It just seems wrong that this February is the month of a memorial celebration here in New York for Odetta, who died in December. By rights, it should have been the month after her participation in the inauguration of President Obama, an event that would have marked a fitting and joyous high point in her participation in the civil rights struggle in America. While in Lenox Hill Hospital with kidney failure in November, Odetta’s manager, Doug Yeager, stated that “Odetta believes she is going to sing at Obama’s Inauguration, and I believe that is the reason she is still alive. She has a big poster of Barack Obama taped on the wall across from her bed.”
A long list of musicians is scheduled to attend the memorial, a free event at Riverside Church on February 24 at 7 p.m.—Pete Seeger, Harry Belafonte, Bernice Reagon, Maya Angelou, and Tom Chapin are just a few scheduled to come. The place will be packed; get there early.
Odetta was one of her generation’s great singers, especially in the blues, influencing people like Bob Dylan, Janis Joplin, and Joan Baez. When I was growing up, my family had an LP record with a whole bunch of different singers on it, including Baez, the Weavers, Mahalia Jackson, and Odetta. There were some others I’ve since forgotten, but Odetta made a big impression. For years, I thought that the person singing “Down on Me,” a spiritual from that LP, was a man. Odetta’s voice is that low, and that rich. Prior to that record, I don’t think I’d heard any women sing that way before. It’s just Odetta and her guitar, and you can hear the rendition here. She sings it in G major, and when she reaches down to “Looks like everybody in the whole round world down on me,” she hits a solid E below middle C on “down.” She doesn’t need to over-emote, or rasp, or add a catch to her voice to get the point across: the natural sound does it all for her. In this song, there is absolute certainty that though everybody in the “whole round world” may be “down on me,” and Martha, Mary, Luke, and John may be “dead and gone,” there’s a heaven where the streets really are paved with gold, and that “one of these mornings, bright and fair” she’ll be up she’ll “try the air.” (Janis Joplin’s rendition of this same song has different verses, focusing on earthly struggles like “Love in this world is so hard to find.”)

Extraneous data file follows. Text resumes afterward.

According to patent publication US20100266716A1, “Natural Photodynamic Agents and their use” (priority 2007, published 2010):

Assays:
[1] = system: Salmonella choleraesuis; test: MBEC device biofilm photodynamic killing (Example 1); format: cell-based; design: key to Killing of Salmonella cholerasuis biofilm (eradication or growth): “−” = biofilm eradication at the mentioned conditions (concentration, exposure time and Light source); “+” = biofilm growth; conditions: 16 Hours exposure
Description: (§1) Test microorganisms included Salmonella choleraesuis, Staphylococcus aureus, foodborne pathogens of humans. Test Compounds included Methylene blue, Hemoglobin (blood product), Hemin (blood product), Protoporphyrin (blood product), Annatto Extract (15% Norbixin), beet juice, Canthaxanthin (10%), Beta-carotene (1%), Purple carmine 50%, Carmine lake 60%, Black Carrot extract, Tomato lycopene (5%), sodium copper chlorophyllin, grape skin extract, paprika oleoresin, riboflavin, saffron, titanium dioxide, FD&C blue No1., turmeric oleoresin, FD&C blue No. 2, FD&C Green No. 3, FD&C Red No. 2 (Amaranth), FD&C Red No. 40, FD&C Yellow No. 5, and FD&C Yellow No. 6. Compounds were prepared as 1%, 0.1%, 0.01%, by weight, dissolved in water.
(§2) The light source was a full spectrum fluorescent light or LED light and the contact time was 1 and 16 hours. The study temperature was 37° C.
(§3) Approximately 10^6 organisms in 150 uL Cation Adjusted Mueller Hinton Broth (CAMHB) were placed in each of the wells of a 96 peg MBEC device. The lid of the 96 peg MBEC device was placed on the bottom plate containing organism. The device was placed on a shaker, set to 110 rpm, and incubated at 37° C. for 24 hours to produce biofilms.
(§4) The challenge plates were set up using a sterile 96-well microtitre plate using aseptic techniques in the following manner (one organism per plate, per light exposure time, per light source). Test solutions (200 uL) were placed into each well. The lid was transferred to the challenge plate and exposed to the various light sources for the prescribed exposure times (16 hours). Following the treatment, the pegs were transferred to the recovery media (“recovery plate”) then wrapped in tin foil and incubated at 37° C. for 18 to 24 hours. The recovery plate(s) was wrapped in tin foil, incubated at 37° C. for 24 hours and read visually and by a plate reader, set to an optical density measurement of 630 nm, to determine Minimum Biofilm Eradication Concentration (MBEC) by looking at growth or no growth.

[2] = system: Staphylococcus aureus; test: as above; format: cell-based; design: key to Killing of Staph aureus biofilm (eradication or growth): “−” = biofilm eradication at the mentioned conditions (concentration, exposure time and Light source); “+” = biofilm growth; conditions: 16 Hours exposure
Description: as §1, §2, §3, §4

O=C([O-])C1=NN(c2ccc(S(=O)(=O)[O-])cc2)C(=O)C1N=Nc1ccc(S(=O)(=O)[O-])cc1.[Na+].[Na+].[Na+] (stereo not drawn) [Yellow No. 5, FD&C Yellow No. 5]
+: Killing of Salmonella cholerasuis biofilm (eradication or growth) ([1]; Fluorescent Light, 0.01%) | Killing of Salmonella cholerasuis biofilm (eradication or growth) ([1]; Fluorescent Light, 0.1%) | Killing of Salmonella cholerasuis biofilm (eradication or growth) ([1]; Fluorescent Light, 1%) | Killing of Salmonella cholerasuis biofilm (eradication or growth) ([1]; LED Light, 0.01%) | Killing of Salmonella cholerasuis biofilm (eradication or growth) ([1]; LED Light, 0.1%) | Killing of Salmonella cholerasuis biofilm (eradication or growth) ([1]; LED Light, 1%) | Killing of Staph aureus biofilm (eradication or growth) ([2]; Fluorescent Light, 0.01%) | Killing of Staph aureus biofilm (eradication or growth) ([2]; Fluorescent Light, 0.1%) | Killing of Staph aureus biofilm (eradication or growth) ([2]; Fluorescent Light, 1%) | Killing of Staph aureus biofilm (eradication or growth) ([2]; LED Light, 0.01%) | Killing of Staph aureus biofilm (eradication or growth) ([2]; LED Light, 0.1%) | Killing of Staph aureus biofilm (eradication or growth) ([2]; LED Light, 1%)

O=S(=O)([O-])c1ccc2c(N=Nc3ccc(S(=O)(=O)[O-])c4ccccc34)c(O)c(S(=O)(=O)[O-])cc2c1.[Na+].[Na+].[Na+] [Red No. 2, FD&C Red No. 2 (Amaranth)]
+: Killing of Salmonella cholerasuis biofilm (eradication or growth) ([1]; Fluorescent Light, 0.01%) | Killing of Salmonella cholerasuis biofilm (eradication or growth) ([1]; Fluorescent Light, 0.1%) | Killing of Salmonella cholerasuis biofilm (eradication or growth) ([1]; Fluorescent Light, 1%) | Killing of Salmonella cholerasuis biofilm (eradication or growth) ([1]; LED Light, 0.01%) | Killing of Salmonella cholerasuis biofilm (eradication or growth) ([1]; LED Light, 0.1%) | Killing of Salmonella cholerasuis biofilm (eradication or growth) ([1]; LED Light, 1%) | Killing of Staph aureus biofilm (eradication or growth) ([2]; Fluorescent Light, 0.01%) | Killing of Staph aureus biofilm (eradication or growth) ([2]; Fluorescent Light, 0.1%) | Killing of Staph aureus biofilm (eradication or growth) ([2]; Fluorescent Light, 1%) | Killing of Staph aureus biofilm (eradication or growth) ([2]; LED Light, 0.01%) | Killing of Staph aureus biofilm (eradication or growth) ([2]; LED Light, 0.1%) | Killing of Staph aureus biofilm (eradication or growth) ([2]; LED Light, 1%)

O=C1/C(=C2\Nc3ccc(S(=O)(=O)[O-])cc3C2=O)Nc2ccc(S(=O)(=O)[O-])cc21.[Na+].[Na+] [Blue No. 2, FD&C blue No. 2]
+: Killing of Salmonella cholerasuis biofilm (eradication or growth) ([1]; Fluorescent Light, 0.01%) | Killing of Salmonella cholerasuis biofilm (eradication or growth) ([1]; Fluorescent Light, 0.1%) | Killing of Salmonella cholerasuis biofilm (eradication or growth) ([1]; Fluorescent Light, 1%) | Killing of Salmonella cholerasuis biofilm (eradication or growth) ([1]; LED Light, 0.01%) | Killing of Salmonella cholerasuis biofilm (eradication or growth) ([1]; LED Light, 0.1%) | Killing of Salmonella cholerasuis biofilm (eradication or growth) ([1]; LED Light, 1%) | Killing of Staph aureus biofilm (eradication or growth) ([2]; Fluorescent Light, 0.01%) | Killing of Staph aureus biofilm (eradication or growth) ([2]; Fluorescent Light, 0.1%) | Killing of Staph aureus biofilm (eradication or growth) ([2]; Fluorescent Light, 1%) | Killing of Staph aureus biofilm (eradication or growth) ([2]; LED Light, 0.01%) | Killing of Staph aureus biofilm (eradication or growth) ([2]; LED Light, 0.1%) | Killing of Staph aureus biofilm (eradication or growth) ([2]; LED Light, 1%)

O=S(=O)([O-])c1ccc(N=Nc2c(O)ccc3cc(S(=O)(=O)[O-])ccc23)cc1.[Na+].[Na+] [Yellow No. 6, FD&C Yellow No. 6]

When you listen to recordings of another, earlier great blues singer, Bessie Smith, you hear the rough, grainy edges of a life lived on the edge, with not a little hardship. What you hear in Odetta’s voice—whether it’s “Hard, Oh Lord” or “How Long Blues”—is not frustration or sadness or struggle but power and solidity and faith, a real “We Shall Overcome” strength. Wouldn’t it have been great to hear her sing “This Little Light of Mine” before the millions of people on the Mall, right after Aretha Franklin’s “My Country ‘Tis of Thee”?
Photo of Odetta by Lee Paxton